Although many travelers head to soft sands during spring break, why not get away from the bustling crowds and explore a quiet national park instead? From Colorado to Florida, there’s no shortage of spring break destinations where you can enjoy some peace and tranquility – and maybe even learn something new.
If you’re looking to shake up your spring break plans and ditch the swimsuits for hiking boots, consider visiting these natural wonders and monuments that are far off the beaten path.
Delve into History at Dry Tortugas National Park
Arguably one of the most remote national parks, Dry Tortugas National Park resides some 70 miles west of Key West. After you’ve planned your flights to Florida, you’ll also need to arrange travel by seaplane or ferry to get to the park — but it’s well worth it. This park spans 100 miles and is home to 7 small islands. There aren’t any restaurants or cafes, meaning you’re truly getting off the beaten path with a visit here. Once you do make the journey, Dry Tortugas National Park rewards with rich coral and marine life, via snorkeling, diving, or swimming. Impress your friends with some cool history facts after you take a tour of the iconic 19th-century Fort Jefferson.
Bask in the Calm of the Black Canyon
If the Grand Canyon is simply too crowded for you, head up north to Colorado and visit the Black Canyon of the Gunnison National Park instead. This gorgeous canyon lies 13 miles from the town of Montrose in Western Colorado and was carved out by the Gunnison River. It features steep rock walls that stretch 2,700 feet to the Gunnison River below.
The Black Canyon gets its name from the dark shadows cast on the canyon’s walls that make it appear black in color. It officially joined the National Park family in 1999 and boasts some of the world’s oldest exposed rock, about 2 billion years old. There are many scenic drives to choose from, like the South Rim Road, the North Rim Road, or the East Portal Road. If you’re more of a hiker, take the Rim Rock Nature Trail that follows the rim of the canyon. Experienced rock climbers can even venture inside the canyon further. Why lay on the beach when you can explore a brand new place?
Relax at the Russell Cave National Monument
If you want to go off the radar this spring break, visit the northern border of Alabama for a trip back in time. Russell Cave National Monument is located about 70 miles from Huntsville and 41 miles from Chattanooga. Considered an archaeological site, the cave was home to prehistoric peoples for more than 10,000 years.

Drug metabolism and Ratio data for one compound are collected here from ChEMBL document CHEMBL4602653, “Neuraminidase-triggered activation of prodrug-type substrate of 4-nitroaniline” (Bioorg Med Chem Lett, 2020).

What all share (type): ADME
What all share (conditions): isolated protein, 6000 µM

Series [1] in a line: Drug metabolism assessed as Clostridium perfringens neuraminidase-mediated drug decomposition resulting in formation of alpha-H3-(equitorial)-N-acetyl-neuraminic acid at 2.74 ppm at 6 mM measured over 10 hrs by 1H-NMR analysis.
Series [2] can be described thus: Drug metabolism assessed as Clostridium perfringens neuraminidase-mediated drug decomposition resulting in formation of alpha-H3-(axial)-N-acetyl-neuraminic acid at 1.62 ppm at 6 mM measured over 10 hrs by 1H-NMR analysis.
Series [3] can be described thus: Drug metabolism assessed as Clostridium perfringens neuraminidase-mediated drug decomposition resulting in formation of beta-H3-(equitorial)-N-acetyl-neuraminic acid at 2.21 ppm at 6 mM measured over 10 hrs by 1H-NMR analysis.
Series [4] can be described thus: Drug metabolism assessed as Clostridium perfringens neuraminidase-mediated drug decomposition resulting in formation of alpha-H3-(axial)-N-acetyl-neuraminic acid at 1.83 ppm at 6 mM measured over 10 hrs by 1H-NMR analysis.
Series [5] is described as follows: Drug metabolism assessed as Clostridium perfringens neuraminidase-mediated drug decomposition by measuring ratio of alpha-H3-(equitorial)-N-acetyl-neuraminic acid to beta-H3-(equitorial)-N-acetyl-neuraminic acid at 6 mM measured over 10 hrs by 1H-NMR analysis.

Explore the artifacts and clues found inside the caves to get some insight into what North America was like from 10,000 B.C. to 1650 A.D. In addition to guided cave shelter tours, you can experience the beauty surrounding the national monument on the picturesque Cave Boardwalk and a 1.5-mile hiking trail.
Canoe Around Congaree National Park
Head deep into South Carolina to find some of the largest trees east of the Mississippi River at Congaree National Park. The Park spans to almost 27,000 acres and has one of the largest old-growth, hardwood forests in the southeast of the country. It’s also South Carolina’s only national park! There are over 25 miles of hiking trails, a 2.4-mile boardwalk, and tons of activities to do. Or, explore a different side of the park by kayaking or canoeing around scenic Cedar Creek.
Take in the Views at Theodore Roosevelt National Park
Theodore Roosevelt National Park – named after the president who was instrumental in establishing national parks — is located in Western North Dakota. The Park provides visitors with a kaleidoscope of colors, as this site’s unique rock formations are sprinkled with rainbow-hued minerals and prime views of the North Dakota badlands.
Drive along the 36-mile-long South Unit for a full appreciation of the badlands scenery. After that, visit the historical Maltese Cross Ranch Cabin, built in 1883 at the suggestion of Theodore Roosevelt himself. Your jaw will drop at the sheer beauty of the Painted Canyon. Best of all, the park is largely undiscovered so you can hike and picnic without the crowds.
Explore the El Malpais National Monument
The desolate landscape of the El Malpais National Monument offers a wealth of rare formations to feast your eyes on, from cinder cones to sandstone bluffs and lava tube cave systems. It lies just over a hundred miles west of Albuquerque, New Mexico and spans over 350,000 acres. Despite its splendid isolation, there’s no shortage of activities at this well-renowned national monument.
Hike the Continental Divide Scenic Trail which goes through the monument. After that, take a scenic drive or even do a bit of back-country camping. Cavers delight in the chance to explore the underworld at a number of lava-tube caves open to those with the right equipment and permits.
What’s your favorite underrated national park or monument? Tell us in the comments below!